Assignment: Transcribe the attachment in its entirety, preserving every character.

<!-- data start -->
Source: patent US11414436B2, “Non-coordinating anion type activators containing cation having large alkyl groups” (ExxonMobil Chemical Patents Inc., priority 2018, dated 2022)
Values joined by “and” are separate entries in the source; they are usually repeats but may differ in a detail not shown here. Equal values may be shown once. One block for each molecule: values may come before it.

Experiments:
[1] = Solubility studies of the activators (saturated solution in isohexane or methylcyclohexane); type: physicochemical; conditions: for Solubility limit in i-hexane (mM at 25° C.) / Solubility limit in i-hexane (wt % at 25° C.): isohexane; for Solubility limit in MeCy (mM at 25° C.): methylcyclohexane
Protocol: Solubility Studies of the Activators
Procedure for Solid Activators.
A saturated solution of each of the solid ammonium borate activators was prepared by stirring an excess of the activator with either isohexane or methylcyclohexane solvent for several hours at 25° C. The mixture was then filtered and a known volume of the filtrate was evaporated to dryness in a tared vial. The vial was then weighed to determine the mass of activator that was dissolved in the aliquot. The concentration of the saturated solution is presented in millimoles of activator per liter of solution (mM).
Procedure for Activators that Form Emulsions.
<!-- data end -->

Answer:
Source: patent US11414436B2, “Non-coordinating anion type activators containing cation having large alkyl groups” (ExxonMobil Chemical Patents Inc., priority 2018, dated 2022)
Values joined by “and” are separate entries in the source; they are usually repeats but may differ in a detail not shown here. Equal values may be shown once. One block for each molecule: values may come before it.

Experiments:
[1] = Solubility studies of the activators (saturated solution in isohexane or methylcyclohexane); type: physicochemical; conditions: for Solubility limit in i-hexane (mM at 25° C.) / Solubility limit in i-hexane (wt % at 25° C.): isohexane; for Solubility limit in MeCy (mM at 25° C.): methylcyclohexane
Protocol: Solubility Studies of the Activators
Procedure for Solid Activators.
A saturated solution of each of the solid ammonium borate activators was prepared by stirring an excess of the activator with either isohexane or methylcyclohexane solvent for several hours at 25° C. The mixture was then filtered and a known volume of the filtrate was evaporated to dryness in a tared vial. The vial was then weighed to determine the mass of activator that was dissolved in the aliquot. The concentration of the saturated solution is presented in millimoles of activator per liter of solution (mM).
Procedure for Activators that Form Emulsions.